I had to do a real gut check. Was I in this for me or for the people I was claiming to serve? It was only after I decided that I would continue to work for the good of the Cambodian people even if I never received any of the warm feelings and personal affirmation that I really got confirmation from God that this was the right path for me and my family. I don’t mean to suggest that there is no role for hands-on involvement for Westerners in international ministry; I just mean that we all need to check our own priorities at the door and focus on what really is best for the people we’ve been called to serve.

Second, you need to take personal inventory of your skills, your talents and your spiritual gifts and determine which of these are most useful in meeting the needs of orphaned kids. Do you have money or access to money through your church or circle of friends? Mobilize those resources. Talk to your boss; approach your pastor. Encourage them to make orphan care a priority.

Are you a skilled communicator? A photographer? A graphic designer? Do you have logistical, technical or accounting skills? There are dozens – maybe hundreds – of existing organizations doing great work that could use your services. Get involved. Volunteer.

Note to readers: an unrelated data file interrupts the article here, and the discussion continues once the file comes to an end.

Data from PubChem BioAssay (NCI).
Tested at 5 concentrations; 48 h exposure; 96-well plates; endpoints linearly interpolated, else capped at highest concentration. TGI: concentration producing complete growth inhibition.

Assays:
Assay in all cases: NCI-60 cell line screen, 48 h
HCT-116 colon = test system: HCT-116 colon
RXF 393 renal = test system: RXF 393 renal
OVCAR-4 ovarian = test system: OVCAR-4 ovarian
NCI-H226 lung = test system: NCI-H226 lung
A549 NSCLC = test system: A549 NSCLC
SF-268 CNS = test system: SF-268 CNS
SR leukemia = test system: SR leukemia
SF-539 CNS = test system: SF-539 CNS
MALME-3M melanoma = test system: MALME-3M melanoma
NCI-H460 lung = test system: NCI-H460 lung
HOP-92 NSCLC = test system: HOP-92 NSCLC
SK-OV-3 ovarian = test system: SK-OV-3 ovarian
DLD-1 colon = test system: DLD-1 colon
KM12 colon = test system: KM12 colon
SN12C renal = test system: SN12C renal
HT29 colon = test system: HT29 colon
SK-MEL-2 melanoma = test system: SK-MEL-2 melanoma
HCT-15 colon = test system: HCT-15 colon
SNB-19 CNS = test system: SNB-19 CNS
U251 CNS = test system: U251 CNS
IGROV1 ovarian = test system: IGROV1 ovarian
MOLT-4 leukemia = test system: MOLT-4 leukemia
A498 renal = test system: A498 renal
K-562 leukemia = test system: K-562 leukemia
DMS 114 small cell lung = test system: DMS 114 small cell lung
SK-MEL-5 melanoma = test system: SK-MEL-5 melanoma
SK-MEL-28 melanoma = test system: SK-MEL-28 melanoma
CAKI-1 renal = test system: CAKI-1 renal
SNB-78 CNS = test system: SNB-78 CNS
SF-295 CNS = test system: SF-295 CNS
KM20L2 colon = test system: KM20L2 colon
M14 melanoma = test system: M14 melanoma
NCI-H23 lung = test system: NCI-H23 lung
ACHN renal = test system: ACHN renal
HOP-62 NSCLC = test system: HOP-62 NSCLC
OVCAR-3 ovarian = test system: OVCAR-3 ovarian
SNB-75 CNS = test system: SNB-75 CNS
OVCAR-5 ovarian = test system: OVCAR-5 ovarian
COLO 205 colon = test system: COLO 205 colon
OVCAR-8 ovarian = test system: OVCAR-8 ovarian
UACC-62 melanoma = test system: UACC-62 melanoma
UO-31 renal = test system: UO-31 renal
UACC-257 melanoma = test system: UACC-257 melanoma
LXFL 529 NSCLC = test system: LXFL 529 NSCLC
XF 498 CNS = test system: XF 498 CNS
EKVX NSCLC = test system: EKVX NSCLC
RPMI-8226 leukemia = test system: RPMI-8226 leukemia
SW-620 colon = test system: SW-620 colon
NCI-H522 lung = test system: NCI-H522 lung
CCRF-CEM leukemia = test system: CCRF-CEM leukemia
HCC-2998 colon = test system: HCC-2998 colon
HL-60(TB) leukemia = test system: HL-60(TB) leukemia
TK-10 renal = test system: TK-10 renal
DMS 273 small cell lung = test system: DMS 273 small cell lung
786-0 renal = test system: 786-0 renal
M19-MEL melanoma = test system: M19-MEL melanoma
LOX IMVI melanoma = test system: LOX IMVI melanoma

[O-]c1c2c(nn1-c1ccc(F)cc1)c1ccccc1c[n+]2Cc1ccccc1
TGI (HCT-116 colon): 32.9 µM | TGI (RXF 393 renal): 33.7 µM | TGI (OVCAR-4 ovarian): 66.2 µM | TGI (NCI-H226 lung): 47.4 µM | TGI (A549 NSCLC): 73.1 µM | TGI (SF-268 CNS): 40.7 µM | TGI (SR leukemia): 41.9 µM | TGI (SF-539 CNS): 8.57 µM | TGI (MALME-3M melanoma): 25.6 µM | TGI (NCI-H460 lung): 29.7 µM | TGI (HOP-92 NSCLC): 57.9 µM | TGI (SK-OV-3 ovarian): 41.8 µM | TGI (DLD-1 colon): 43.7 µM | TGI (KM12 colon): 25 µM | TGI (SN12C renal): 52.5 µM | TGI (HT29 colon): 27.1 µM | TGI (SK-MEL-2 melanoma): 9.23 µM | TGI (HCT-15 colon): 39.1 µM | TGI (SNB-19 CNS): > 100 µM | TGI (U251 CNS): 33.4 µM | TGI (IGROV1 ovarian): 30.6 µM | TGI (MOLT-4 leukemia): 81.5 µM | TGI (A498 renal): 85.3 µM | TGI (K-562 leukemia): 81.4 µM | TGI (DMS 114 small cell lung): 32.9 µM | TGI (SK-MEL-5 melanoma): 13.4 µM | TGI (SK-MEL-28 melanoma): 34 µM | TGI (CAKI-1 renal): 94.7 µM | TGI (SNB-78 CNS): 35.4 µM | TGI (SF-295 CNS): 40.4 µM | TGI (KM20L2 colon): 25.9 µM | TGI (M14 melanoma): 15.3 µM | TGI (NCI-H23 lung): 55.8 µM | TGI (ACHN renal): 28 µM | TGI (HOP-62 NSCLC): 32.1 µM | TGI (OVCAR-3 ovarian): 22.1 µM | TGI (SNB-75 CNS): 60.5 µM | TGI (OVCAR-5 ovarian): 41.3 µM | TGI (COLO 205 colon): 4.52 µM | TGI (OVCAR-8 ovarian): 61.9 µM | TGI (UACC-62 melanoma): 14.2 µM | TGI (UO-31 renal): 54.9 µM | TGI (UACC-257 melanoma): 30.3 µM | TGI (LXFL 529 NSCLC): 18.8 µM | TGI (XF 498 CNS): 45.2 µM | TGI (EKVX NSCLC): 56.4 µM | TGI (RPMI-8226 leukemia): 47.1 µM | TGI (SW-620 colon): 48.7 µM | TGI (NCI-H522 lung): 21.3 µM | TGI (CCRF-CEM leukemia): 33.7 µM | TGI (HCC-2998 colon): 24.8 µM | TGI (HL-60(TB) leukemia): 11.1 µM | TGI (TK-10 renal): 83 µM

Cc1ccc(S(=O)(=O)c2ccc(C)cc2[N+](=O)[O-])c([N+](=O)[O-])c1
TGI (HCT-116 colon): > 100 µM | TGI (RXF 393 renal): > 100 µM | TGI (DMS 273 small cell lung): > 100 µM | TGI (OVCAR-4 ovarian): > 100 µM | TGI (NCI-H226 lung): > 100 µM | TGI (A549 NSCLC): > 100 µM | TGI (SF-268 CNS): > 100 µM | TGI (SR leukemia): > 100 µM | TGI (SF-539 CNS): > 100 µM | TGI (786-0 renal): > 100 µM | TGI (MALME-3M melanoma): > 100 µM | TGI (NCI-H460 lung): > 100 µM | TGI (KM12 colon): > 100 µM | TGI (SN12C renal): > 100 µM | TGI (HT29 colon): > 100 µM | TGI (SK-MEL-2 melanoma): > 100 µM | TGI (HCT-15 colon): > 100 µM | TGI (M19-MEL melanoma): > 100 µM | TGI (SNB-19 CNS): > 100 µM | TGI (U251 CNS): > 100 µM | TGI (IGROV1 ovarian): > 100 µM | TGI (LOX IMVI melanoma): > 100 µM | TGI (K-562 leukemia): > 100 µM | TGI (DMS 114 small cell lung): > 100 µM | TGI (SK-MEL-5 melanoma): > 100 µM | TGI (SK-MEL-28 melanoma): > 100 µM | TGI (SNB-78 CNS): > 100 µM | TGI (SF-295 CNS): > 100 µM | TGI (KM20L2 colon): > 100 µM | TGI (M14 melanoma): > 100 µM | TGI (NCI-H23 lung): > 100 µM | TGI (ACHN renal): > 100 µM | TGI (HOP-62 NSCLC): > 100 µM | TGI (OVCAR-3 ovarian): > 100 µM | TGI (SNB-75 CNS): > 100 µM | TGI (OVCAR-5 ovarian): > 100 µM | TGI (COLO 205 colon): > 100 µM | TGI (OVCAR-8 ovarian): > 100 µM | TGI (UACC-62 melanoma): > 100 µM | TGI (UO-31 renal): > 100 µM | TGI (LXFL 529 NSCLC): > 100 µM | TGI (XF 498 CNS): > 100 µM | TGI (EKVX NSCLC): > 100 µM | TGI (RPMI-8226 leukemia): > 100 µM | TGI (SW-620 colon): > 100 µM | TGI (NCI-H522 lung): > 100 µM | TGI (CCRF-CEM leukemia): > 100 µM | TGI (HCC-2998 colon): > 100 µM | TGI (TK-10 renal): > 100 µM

Some of these opportunities might even lead you to in-country involvement. If you’re a nurse, doctor or dentist, or if you are certified to teach English as a second language, you might be uniquely equipped to go short- or long-term to minister overseas.

Third, you need to figure out which organizations you align with philosophically, strategically – even theologically. This may take some time and some research. But it’s a really important step. If you’re going to pour your heart and soul and your money into a cause, it’s worth making sure that the cause is well-run and well-conceived.

Here are some key questions you should ask to determine whether or not an orphan care organization is worth supporting:
• Does the organization align with my ethical and theological world view?
• Is the organization legally registered with the government?
• Does the organization meet or exceed the government’s minimal standards for child care?
• Does the organization have long-term, trained and well-supervised staff?
• Does the organization have a child protection policy that covers all staff and visitors?
• Are sibling groups kept together?
• Does the organization attempt to replicate family living?
• Does the organization have workable strategies for stable, long-term funding?
• Does the organization have strategies in place to transition the children into successful, independent adults?
• Does the organization respect and empower indigenous staff?
• Is the organization and its staff financially transparent and accountable?

If you can answer “yes” to all of these questions, then I’d say you’re working with an organization that is trying its best to do what’s best for the kids in its care. If not, then you should exercise real caution about getting involved. No organization is perfect, but you should expect to see progress toward all of these goals.